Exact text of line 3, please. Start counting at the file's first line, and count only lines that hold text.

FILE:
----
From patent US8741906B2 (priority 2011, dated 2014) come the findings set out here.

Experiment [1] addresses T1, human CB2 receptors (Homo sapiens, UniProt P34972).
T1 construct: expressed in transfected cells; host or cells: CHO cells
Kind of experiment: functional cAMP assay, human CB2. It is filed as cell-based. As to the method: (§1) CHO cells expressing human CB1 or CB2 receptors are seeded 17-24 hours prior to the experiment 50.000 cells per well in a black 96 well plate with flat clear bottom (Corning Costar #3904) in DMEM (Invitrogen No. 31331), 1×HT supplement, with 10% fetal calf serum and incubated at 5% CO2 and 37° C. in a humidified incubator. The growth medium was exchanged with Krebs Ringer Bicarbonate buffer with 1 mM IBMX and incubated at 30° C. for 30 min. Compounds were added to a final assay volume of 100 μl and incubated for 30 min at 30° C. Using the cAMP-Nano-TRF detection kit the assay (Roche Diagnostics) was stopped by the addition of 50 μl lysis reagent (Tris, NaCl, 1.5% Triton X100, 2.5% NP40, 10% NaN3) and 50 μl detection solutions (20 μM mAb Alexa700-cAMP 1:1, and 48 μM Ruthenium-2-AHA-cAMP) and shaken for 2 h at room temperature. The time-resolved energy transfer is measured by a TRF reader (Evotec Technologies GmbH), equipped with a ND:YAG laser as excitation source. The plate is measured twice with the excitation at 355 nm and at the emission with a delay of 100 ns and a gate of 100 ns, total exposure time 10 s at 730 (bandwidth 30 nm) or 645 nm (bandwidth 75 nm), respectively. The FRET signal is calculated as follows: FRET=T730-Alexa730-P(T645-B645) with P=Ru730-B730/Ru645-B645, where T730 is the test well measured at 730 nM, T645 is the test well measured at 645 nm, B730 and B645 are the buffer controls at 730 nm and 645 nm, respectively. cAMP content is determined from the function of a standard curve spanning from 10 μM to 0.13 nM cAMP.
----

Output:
T1 construct: expressed in transfected cells; host or cells: CHO cells